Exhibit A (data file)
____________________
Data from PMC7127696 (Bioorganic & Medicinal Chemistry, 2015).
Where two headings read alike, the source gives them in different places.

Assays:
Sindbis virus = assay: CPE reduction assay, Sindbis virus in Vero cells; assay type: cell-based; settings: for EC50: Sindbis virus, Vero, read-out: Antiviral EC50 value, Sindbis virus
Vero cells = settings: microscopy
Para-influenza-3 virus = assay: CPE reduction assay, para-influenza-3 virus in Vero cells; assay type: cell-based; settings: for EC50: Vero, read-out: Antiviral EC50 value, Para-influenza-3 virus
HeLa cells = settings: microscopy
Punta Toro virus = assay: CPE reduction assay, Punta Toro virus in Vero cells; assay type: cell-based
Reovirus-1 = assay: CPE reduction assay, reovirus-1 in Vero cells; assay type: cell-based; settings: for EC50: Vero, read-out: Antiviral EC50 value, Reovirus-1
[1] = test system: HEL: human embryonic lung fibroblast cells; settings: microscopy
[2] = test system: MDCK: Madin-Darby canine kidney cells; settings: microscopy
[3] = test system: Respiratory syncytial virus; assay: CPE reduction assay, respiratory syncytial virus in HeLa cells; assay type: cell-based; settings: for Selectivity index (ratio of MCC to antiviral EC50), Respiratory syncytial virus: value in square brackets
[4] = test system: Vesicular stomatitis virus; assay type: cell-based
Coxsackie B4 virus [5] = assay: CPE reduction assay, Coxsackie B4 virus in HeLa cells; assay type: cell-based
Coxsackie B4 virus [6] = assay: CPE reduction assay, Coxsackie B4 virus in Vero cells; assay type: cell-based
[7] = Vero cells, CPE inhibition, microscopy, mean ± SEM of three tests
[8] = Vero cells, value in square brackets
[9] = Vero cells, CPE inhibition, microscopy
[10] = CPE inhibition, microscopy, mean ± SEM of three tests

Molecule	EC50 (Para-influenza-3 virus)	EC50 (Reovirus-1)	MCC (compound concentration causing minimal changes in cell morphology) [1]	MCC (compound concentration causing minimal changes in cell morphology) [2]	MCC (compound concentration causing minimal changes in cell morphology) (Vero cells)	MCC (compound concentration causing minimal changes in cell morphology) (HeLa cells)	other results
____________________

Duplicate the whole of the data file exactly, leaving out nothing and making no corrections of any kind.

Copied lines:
Data from PMC7127696 (Bioorganic & Medicinal Chemistry, 2015).
Where two headings read alike, the source gives them in different places.

Assays:
Sindbis virus = assay: CPE reduction assay, Sindbis virus in Vero cells; assay type: cell-based; settings: for EC50: Sindbis virus, Vero, read-out: Antiviral EC50 value, Sindbis virus
Vero cells = settings: microscopy
Para-influenza-3 virus = assay: CPE reduction assay, para-influenza-3 virus in Vero cells; assay type: cell-based; settings: for EC50: Vero, read-out: Antiviral EC50 value, Para-influenza-3 virus
HeLa cells = settings: microscopy
Punta Toro virus = assay: CPE reduction assay, Punta Toro virus in Vero cells; assay type: cell-based
Reovirus-1 = assay: CPE reduction assay, reovirus-1 in Vero cells; assay type: cell-based; settings: for EC50: Vero, read-out: Antiviral EC50 value, Reovirus-1
[1] = test system: HEL: human embryonic lung fibroblast cells; settings: microscopy
[2] = test system: MDCK: Madin-Darby canine kidney cells; settings: microscopy
[3] = test system: Respiratory syncytial virus; assay: CPE reduction assay, respiratory syncytial virus in HeLa cells; assay type: cell-based; settings: for Selectivity index (ratio of MCC to antiviral EC50), Respiratory syncytial virus: value in square brackets
[4] = test system: Vesicular stomatitis virus; assay type: cell-based
Coxsackie B4 virus [5] = assay: CPE reduction assay, Coxsackie B4 virus in HeLa cells; assay type: cell-based
Coxsackie B4 virus [6] = assay: CPE reduction assay, Coxsackie B4 virus in Vero cells; assay type: cell-based
[7] = Vero cells, CPE inhibition, microscopy, mean ± SEM of three tests
[8] = Vero cells, value in square brackets
[9] = Vero cells, CPE inhibition, microscopy
[10] = CPE inhibition, microscopy, mean ± SEM of three tests

Molecule	EC50 (Para-influenza-3 virus)	EC50 (Reovirus-1)	MCC (compound concentration causing minimal changes in cell morphology) [1]	MCC (compound concentration causing minimal changes in cell morphology) [2]	MCC (compound concentration causing minimal changes in cell morphology) (Vero cells)	MCC (compound concentration causing minimal changes in cell morphology) (HeLa cells)	other results